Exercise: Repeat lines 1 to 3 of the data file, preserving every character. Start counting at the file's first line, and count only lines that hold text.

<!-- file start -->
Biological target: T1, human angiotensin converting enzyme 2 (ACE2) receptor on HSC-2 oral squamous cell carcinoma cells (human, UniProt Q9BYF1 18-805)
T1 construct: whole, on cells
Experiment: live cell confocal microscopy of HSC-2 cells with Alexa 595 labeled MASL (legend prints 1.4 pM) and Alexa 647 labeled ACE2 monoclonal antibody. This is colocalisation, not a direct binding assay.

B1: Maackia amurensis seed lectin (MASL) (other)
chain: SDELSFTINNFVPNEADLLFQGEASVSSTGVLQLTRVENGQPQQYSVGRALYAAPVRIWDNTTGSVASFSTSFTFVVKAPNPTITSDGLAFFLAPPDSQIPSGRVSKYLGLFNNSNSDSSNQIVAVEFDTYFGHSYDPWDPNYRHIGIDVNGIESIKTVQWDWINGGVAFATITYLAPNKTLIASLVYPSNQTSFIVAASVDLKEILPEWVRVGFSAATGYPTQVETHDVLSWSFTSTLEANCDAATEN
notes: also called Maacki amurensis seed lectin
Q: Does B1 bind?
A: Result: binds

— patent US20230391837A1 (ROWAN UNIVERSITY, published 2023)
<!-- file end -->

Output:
Biological target: T1, human angiotensin converting enzyme 2 (ACE2) receptor on HSC-2 oral squamous cell carcinoma cells (human, UniProt Q9BYF1 18-805)
T1 construct: whole, on cells
Experiment: live cell confocal microscopy of HSC-2 cells with Alexa 595 labeled MASL (legend prints 1.4 pM) and Alexa 647 labeled ACE2 monoclonal antibody. This is colocalisation, not a direct binding assay.